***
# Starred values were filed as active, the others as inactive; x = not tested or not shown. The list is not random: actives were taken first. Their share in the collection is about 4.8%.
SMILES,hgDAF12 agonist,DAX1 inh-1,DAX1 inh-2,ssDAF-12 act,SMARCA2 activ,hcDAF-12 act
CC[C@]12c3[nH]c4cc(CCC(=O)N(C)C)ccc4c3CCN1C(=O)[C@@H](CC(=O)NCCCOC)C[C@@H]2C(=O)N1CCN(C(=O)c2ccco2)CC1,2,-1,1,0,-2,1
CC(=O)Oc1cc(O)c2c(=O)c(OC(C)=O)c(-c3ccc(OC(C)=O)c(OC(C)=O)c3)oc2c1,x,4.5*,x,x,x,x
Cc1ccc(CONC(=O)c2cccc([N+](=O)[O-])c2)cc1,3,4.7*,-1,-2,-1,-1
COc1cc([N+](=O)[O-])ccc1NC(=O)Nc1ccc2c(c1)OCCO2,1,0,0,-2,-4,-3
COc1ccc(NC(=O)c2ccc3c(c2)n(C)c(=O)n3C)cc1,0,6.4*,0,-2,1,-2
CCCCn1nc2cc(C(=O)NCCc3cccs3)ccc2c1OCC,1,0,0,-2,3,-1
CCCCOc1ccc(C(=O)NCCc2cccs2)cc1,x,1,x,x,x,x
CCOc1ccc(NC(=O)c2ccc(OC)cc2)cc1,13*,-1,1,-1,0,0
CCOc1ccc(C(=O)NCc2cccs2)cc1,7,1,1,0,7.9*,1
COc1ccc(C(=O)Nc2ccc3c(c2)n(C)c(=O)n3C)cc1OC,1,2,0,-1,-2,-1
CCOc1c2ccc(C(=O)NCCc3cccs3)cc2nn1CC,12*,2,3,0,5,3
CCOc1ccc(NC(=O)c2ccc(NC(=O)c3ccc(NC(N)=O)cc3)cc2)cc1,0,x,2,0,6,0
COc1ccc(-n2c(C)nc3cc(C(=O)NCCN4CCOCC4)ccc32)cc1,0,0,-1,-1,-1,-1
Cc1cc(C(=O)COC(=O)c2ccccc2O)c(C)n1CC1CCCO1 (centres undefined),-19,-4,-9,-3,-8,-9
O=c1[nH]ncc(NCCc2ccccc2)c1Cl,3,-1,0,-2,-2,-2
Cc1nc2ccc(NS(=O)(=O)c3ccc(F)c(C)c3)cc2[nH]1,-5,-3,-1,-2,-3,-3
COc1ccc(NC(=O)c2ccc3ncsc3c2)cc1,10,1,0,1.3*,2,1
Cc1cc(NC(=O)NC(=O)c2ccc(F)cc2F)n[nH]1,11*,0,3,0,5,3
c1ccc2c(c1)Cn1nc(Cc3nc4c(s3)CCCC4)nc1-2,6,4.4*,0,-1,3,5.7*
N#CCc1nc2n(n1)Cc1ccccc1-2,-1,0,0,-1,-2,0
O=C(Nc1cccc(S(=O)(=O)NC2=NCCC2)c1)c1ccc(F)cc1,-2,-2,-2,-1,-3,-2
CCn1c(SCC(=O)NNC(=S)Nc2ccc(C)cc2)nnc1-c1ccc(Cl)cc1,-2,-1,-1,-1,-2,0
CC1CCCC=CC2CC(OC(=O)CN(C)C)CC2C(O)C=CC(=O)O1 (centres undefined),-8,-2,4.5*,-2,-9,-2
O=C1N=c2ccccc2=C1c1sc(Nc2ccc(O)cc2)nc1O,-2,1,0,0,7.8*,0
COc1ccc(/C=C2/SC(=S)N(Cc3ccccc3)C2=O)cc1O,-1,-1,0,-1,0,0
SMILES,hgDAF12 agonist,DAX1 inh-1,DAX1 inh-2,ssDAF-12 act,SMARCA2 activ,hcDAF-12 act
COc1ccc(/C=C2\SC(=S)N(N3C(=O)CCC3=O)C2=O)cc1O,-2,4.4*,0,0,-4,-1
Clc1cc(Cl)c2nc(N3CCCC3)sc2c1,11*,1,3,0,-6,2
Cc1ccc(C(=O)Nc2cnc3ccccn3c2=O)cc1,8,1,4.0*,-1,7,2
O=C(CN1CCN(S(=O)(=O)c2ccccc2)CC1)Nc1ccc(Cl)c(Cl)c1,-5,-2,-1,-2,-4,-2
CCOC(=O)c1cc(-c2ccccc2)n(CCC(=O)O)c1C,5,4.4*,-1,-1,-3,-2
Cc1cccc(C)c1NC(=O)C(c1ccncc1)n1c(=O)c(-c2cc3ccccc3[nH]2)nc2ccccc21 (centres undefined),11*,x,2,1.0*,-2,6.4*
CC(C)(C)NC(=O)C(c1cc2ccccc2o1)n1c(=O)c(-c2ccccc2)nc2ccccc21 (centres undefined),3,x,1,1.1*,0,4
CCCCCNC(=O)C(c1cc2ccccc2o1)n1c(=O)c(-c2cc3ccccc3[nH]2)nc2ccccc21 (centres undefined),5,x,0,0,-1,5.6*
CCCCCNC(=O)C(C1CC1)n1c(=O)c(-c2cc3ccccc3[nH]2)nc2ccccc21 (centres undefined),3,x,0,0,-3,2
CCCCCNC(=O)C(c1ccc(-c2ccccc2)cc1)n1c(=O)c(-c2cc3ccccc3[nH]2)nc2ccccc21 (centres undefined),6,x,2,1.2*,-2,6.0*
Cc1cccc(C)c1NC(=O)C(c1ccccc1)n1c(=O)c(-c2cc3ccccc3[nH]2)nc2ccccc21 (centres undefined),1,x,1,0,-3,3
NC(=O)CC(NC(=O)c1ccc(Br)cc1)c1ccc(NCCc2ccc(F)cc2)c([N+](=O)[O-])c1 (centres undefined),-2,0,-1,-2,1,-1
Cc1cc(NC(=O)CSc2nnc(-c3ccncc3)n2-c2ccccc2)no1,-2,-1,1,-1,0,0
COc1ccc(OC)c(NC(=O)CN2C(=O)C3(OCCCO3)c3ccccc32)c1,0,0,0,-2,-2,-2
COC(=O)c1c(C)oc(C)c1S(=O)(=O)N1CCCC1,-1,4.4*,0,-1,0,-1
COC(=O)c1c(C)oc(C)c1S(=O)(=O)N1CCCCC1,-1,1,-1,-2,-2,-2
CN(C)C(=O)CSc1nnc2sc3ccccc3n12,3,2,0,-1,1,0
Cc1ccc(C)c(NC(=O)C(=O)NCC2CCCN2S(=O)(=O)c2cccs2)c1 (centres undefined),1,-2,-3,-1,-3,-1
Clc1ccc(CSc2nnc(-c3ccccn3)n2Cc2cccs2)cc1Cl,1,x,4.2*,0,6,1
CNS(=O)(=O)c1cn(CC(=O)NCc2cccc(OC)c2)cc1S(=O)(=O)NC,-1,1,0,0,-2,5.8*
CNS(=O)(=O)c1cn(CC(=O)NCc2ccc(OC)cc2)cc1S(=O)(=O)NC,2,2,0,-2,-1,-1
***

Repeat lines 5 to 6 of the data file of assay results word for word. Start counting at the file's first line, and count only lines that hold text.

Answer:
Cc1ccc(CONC(=O)c2cccc([N+](=O)[O-])c2)cc1,3,4.7*,-1,-2,-1,-1
COc1cc([N+](=O)[O-])ccc1NC(=O)Nc1ccc2c(c1)OCCO2,1,0,0,-2,-4,-3